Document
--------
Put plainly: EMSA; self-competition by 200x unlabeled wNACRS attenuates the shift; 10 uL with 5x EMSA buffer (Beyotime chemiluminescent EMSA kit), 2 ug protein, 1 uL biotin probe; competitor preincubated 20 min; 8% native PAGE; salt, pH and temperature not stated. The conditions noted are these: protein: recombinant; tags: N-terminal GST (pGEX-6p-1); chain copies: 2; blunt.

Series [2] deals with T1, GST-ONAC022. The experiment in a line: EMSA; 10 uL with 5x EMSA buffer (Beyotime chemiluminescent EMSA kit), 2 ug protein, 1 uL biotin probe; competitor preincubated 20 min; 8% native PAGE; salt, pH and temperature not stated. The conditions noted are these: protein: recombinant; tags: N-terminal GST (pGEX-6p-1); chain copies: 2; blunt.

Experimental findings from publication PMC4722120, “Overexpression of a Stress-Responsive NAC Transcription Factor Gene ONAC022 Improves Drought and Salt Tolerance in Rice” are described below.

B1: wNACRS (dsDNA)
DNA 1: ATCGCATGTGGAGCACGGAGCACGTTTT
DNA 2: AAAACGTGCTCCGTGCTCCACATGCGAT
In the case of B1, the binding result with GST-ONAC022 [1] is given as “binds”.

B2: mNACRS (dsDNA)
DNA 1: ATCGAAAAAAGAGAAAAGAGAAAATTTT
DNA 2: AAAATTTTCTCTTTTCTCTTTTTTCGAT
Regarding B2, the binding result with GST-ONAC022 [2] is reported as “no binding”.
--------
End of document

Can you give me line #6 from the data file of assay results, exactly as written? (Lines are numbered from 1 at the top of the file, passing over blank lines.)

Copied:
DNA 2: AAAACGTGCTCCGTGCTCCACATGCGAT